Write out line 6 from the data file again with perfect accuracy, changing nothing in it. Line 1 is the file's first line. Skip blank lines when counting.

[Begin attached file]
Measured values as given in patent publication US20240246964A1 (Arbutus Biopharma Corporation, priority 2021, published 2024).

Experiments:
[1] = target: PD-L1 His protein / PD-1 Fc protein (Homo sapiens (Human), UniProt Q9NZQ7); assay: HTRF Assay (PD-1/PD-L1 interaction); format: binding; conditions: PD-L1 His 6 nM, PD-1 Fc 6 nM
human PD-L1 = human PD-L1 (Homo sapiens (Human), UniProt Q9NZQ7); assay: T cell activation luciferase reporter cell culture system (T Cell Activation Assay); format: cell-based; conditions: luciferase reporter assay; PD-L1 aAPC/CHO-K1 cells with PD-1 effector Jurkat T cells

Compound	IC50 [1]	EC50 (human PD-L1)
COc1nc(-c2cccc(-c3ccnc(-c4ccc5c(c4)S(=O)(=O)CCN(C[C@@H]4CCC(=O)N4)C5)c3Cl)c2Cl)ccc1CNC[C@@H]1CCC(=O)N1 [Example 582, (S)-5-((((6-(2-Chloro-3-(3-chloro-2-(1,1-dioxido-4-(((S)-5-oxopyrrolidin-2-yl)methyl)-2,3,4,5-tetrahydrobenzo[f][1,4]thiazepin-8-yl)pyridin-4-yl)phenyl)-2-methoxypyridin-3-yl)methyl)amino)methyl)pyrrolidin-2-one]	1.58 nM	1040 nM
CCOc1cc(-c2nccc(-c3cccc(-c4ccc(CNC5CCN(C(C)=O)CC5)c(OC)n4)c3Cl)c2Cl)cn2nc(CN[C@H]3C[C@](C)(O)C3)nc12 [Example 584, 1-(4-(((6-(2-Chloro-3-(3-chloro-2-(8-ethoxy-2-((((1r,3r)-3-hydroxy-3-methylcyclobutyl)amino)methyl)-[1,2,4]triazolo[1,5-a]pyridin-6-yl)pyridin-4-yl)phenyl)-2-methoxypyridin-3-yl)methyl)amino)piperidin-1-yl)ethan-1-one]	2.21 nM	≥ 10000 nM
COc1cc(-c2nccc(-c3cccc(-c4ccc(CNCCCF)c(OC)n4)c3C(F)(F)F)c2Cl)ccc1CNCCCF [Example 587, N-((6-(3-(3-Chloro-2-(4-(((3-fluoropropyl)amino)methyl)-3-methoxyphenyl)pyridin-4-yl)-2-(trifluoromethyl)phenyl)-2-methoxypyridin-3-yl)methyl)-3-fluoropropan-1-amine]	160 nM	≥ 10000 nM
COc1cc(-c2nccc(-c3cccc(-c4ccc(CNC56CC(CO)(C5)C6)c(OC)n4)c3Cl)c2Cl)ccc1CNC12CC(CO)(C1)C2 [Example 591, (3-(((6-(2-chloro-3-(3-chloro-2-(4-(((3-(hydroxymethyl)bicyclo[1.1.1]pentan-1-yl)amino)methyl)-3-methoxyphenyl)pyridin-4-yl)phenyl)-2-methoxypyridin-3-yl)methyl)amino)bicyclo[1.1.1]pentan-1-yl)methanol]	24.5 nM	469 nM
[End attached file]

COc1nc(-c2cccc(-c3ccnc(-c4ccc5c(c4)S(=O)(=O)CCN(C[C@@H]4CCC(=O)N4)C5)c3Cl)c2Cl)ccc1CNC[C@@H]1CCC(=O)N1 [Example 582, (S)-5-((((6-(2-Chloro-3-(3-chloro-2-(1,1-dioxido-4-(((S)-5-oxopyrrolidin-2-yl)methyl)-2,3,4,5-tetrahydrobenzo[f][1,4]thiazepin-8-yl)pyridin-4-yl)phenyl)-2-methoxypyridin-3-yl)methyl)amino)methyl)pyrrolidin-2-one]	1.58 nM	1040 nM